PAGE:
Staff Photo: John Bohn Jerri and Vernon Farriba, of White, Georgia, mail their Christmas cards at the United States Post Office in Bethlehem, GA, to have a Bethlehem postal stamp placed on their cards. Not only do Georgians travel from all over the state for this stamp, others mail packages of cards to the Bethlehem Post Office to obtain the stamp. The Farriba's have been using the Bethlehem post office for over 40 years to post their Christmas cards.
BETHLEHEM -- Despite the iPads and Kindles at the top of wish lists this season and increasing ways to send a virtual Christmas greeting over the Internet, the old-fashioned Christmas card is not going away.
In the Barrow County town of Bethelhem, namesake of the birthplace of Jesus, thousands of greeting cards get postmarked by a machine that dates back at least 60 years.
At the United States Postal Service branch on Christmas Avenue, a small team makes sure this holiday tradition runs smoothly year after year, allowing patrons to get the "Season's Greetings from Bethlehem" postmark and, if they choose, a red or black hand stamp in the lobby.
Kim Camp, who has been a clerk at the Bethlehem branch for eight years, said traffic isn't slowing down.
"We have processed 89,000 cards since the day after Thanksgiving," Camp said. "We had 138,000 last year, and this year we're hoping for 150,000."
Between Thanksgiving and New Year's Eve, the USPS expects to process 17.9 billion pieces of mail -- cards, letters and packages. Tuesday alone, it expected 658 million pieces, compared to the daily average of 528 million.
For Bethlehem, this means manually feeding the Christmas cards -- many of which are placed in a blue box in the lobby, others outside in the drive-through lane -- through the old flyer machine. In order to ensure spare parts are available, the post office owns three others just like it.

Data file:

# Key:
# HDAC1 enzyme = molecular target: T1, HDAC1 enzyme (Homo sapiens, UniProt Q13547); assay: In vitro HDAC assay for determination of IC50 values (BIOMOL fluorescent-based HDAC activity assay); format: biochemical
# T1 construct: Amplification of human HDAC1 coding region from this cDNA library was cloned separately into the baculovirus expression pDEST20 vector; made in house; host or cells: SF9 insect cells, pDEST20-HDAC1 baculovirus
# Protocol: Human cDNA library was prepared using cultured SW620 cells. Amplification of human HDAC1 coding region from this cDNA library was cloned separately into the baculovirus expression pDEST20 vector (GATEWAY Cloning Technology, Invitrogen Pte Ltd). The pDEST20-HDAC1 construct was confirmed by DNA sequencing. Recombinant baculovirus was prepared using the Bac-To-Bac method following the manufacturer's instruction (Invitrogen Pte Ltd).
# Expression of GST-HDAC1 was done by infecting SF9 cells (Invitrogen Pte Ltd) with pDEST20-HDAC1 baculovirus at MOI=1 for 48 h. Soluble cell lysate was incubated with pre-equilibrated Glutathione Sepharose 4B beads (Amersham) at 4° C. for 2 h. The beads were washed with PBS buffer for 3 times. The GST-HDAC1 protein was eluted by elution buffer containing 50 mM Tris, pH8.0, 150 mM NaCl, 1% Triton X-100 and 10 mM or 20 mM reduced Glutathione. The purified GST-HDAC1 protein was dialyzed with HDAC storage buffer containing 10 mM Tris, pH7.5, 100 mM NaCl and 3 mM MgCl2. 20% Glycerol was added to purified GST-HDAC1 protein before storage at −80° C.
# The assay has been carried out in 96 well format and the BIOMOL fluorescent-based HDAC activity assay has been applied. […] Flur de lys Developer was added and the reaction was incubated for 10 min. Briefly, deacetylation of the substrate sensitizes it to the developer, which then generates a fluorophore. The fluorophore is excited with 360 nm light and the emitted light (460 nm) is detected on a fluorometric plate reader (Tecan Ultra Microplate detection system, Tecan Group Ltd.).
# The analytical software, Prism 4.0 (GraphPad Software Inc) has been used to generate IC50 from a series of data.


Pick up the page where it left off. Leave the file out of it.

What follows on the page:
Postmaster Ada Czajkowski said the number of letters postmarked per minute depends on experience with the machine.
"I can only do about 10," Czajkowski said. "But (fellow employees Anita Ransom and Kelly Bruce) can do about 100."
Getting the postmark is a coveted holiday seal of approval that can't be duplicated online. Some people send packages of letters to the post office just for that postmark. Others, such as Jerri Farriba of Cartersville, make a long drive on on a rainy day wearing a colorful, festive sweater for the occasion.
"I think my friends would be disappointed if we didn't do them," Farriba said. "We would hear from a lot of people. It kind of makes me feel good."
Farriba and her husband, Vernon, came Monday with about 115 cards to stamp and send. They first heard about the Bethlehem post office when they lived in DeKalb County. But even with the long drive each year since moving away, they keep coming back.
"You just keep doing things that you love to do."
Julie Davis lives much closer, in neighboring Winder. She started sending her cards from Bethlehem a couple of years ago. She brought about 70 cards with her on Monday.
"It's cool to say (your Christmas cards) come from Bethlehem," she said.